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In short, OPM does not offer specific guidance to agencies on the use of personality tests to assess candidates. Please check your agency's policies on using personality tests to assess candidates because policies may vary by agency.
In general, personality tests that are designed to measure work-related traits in normal adult populations are permissible. The personality factors assessed most frequently in work situations include Conscientiousness, Extraversion, Agreeableness, and Openness to Experience. As with any assessment tool used to make an employment decision, personality tests must meet the technical standards established in the Uniform Guidelines on Employee Selection Procedures (http://uniformguidelines.com/).
It is important to recognize that some personality tests are designed to diagnose psychiatric conditions (e.g., paranoia, schizophrenia, compulsive disorders) rather than work-related personality traits. The Americans with Disabilities Act (ADA) considers any test designed to reveal such psychiatric disorders as a "medical examination." Examples of such medical tests include the Minnesota Multiphasic Personality Inventory (MMPI) and the Millon Clinical Multi-Axial Inventory (MCMI).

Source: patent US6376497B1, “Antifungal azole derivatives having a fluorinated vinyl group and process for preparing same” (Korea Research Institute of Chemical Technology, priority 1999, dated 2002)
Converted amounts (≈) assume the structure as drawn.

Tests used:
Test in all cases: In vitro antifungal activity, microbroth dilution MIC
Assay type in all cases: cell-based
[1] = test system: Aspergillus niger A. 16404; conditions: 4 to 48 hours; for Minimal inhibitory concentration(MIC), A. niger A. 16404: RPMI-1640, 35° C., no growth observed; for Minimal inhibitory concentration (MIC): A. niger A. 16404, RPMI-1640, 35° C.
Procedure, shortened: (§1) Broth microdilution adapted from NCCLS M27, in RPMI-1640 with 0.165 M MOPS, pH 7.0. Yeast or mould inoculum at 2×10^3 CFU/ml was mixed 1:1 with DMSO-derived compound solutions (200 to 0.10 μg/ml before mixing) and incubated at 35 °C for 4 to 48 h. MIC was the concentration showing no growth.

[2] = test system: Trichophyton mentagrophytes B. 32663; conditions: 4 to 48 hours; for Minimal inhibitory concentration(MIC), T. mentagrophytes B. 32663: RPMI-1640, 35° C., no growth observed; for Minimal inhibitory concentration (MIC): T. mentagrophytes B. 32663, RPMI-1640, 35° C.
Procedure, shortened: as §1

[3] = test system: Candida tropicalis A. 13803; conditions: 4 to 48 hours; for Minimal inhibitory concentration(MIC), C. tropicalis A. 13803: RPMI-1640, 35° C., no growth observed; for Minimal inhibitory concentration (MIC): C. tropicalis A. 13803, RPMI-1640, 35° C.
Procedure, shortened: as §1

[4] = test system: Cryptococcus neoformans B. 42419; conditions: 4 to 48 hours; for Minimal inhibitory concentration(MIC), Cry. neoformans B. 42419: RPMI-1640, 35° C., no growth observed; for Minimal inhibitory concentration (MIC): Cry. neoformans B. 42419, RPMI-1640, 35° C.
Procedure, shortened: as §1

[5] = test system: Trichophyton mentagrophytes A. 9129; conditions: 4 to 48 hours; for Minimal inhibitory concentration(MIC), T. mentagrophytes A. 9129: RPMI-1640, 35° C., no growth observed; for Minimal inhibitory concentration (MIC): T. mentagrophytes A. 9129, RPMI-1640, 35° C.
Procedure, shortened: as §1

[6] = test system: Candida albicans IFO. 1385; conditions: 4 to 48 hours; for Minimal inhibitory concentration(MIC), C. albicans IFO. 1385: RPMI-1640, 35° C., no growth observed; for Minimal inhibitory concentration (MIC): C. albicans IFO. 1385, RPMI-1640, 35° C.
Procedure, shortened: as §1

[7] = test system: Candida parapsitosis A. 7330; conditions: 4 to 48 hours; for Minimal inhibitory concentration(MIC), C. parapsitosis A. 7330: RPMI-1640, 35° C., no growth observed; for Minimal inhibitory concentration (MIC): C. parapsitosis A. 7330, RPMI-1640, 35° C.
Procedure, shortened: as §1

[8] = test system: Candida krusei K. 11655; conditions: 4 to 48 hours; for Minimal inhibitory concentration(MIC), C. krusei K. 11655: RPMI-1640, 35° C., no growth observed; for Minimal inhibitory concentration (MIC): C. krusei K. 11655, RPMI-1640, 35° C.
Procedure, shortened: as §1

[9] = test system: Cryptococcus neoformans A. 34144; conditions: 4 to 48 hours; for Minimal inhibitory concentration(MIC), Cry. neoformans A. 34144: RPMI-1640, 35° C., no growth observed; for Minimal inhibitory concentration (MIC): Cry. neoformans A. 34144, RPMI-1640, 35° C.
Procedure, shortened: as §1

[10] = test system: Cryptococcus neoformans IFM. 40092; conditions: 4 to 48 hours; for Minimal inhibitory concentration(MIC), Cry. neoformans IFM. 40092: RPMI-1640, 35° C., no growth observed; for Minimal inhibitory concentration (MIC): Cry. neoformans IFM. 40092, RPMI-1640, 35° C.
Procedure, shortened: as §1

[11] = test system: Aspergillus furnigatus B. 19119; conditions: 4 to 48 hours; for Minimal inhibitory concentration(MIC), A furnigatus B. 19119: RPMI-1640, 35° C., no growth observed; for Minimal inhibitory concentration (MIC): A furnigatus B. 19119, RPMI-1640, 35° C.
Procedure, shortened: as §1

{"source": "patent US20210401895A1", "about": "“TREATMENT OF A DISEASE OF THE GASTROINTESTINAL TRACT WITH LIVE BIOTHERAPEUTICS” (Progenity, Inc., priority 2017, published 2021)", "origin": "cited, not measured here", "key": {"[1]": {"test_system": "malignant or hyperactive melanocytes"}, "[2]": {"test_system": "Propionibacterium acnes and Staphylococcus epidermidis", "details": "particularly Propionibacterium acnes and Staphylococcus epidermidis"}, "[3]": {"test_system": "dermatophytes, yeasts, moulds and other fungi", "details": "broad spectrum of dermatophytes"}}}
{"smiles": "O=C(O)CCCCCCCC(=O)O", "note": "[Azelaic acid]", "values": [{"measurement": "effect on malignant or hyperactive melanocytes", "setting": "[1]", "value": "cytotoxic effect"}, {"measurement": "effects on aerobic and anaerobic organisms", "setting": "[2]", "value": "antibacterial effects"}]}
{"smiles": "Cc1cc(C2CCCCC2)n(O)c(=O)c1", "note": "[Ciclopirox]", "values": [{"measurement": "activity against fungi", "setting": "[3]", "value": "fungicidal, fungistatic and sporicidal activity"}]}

Under the ADA, personality tests meeting the definition of a medical examination may only be administered after an offer of employment has been made. The following memorandum, "OPM Adjudication of Psychiatric/Psychological Objections," contains further information on making the distinction between medical and non-medical psychological and personality tests: http://www.chcoc.gov/Transmittals/TransmittalDetails.aspx?TransmittalID=1742.
For information on the validity and proper use of personality tests, see OPM's Assessment Decision Guide: http://www.opm.gov/policy-data-oversight/assessment-and-selection/reference-materials/assessmentdecisionguide.pdf
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